calvatia cyathiformis, frying mushrooms, cooking, wild mushrooms

My first taste of a wild mushroom. I wish I had more.
I’m glad I didn’t become one.

So maybe I am stupid after all. :-/ (Thanks to Hillary for pointing this out.)

 

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6 Comments

Filed under environment, food

6 responses to “Mysterious Mushroom

  1. OMG Colleen!!! You have some serious balls there!

    I wouldn’t dare to consuming a mysterious mushroom but glad to see you are still alive. I think you would do well in the post apocalypse with your foraging skills.

    This post would make a great addition to Our Growing Edge this month which pulls together new food adventures. I know you aren’t strictly a food blog, but this is more adventurous than I would be willing to go!

    I hope you can join us! http://new.inlinkz.com/luwpview.php?id=363866

  2. Hillary Rettig

    that looks like a common earthball, and they’re poisonous and you might have gotten sick from even a small bite. It’s generally considered a bad idea to take even a tiny taste of a mushie you haven’t definitively identified because there are lots and lots of lookalikes. btw, my mushroom guru says 1/10 mushrooms is poisonous. http://www.mushroomdiary.co.uk/2012/09/common-earthball/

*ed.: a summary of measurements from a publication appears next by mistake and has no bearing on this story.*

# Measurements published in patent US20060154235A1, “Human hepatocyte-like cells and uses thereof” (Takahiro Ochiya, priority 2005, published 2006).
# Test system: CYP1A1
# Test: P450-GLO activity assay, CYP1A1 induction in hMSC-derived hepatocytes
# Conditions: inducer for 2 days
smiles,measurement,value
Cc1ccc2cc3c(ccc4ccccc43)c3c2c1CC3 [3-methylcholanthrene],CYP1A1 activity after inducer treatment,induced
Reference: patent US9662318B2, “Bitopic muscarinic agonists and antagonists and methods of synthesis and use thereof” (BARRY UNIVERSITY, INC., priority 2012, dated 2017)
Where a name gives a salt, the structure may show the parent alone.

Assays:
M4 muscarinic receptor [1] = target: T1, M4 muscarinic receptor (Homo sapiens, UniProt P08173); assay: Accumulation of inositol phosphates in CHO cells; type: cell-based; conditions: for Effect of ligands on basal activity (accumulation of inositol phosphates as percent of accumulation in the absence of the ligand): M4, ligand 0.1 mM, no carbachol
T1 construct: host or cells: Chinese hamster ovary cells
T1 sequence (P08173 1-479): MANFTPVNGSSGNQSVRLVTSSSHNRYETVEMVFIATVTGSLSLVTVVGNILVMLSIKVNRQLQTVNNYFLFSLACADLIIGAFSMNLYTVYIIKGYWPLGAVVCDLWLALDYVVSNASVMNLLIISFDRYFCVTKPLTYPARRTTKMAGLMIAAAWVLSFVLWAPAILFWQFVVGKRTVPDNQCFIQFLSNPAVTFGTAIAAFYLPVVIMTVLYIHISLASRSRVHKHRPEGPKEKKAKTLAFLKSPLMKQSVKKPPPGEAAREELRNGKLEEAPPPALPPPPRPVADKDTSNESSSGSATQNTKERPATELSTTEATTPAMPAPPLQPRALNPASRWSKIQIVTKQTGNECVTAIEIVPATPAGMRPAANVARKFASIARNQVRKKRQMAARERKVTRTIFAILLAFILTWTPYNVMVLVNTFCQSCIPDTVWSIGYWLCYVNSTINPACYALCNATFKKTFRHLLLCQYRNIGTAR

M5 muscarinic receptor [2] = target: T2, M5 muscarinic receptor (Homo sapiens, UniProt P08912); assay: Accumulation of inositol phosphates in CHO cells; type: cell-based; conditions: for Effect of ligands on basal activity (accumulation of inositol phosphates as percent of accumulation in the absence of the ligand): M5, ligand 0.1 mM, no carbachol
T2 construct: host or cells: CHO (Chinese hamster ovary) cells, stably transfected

• colleenanderson

      I researched for several hours, checking the varieties. However, I cannot even find the sites I used at the time so when I typed this up I went with the fungus I remembered finding. It’s definitely not a scleroderma citrinium because it wasn’t scaly. I think it might be a scleroderma cepa. I have found info that says they’re edible and other that say poisonous. I’m going to up date my post because well, it was a rare find, but I’d hate to poison people even if I had no ill effects. 😦

  3. In Indonesia common earthball is edible, provided that you peel yellowish outer skin and choose the young mushroom with white inner part. Its inner part darkens when old and the ball pops up when the mushroom ready to spread its dry brownish black spores. I don’t know if it is the same species with earthball that found in another region. I did my research too, and one article in bahasa mentioned its latin name although I’m not sure of its accuracy. It tastes like white trumpet mushroom, slightly bitter with meaty texture. I checked Scleroderma verrucosum in Wikipedia (https://en.wikipedia.org/wiki/Scleroderma_verrucosum), and the page said that the gleba or the inner part is edible when it’s still firm and white.